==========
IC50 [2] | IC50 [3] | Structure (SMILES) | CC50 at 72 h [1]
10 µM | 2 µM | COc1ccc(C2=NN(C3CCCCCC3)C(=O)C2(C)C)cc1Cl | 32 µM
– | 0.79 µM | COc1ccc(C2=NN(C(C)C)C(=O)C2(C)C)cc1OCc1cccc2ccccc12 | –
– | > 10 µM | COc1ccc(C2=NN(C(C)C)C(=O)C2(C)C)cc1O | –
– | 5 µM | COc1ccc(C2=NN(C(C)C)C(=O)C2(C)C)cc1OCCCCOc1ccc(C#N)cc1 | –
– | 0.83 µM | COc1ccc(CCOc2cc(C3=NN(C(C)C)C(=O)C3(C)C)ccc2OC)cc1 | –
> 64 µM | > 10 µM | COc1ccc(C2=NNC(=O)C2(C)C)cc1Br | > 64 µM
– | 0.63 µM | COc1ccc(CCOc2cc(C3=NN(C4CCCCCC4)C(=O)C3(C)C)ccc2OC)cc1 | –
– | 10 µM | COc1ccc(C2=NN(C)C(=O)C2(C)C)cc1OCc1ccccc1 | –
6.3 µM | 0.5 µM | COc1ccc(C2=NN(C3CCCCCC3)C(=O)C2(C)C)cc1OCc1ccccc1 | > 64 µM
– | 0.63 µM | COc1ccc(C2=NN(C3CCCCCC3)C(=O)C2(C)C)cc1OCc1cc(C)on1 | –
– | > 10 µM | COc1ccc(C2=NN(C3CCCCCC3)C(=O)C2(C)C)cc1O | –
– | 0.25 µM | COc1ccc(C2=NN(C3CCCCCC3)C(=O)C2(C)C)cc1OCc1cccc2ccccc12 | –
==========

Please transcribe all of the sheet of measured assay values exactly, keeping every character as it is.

IC50 [2] | IC50 [3] | Structure (SMILES) | CC50 at 72 h [1]
10 µM | 2 µM | COc1ccc(C2=NN(C3CCCCCC3)C(=O)C2(C)C)cc1Cl | 32 µM
– | 0.79 µM | COc1ccc(C2=NN(C(C)C)C(=O)C2(C)C)cc1OCc1cccc2ccccc12 | –
– | > 10 µM | COc1ccc(C2=NN(C(C)C)C(=O)C2(C)C)cc1O | –
– | 5 µM | COc1ccc(C2=NN(C(C)C)C(=O)C2(C)C)cc1OCCCCOc1ccc(C#N)cc1 | –
– | 0.83 µM | COc1ccc(CCOc2cc(C3=NN(C(C)C)C(=O)C3(C)C)ccc2OC)cc1 | –
> 64 µM | > 10 µM | COc1ccc(C2=NNC(=O)C2(C)C)cc1Br | > 64 µM
– | 0.63 µM | COc1ccc(CCOc2cc(C3=NN(C4CCCCCC4)C(=O)C3(C)C)ccc2OC)cc1 | –
– | 10 µM | COc1ccc(C2=NN(C)C(=O)C2(C)C)cc1OCc1ccccc1 | –
6.3 µM | 0.5 µM | COc1ccc(C2=NN(C3CCCCCC3)C(=O)C2(C)C)cc1OCc1ccccc1 | > 64 µM
– | 0.63 µM | COc1ccc(C2=NN(C3CCCCCC3)C(=O)C2(C)C)cc1OCc1cc(C)on1 | –
– | > 10 µM | COc1ccc(C2=NN(C3CCCCCC3)C(=O)C2(C)C)cc1O | –
– | 0.25 µM | COc1ccc(C2=NN(C3CCCCCC3)C(=O)C2(C)C)cc1OCc1cccc2ccccc12 | –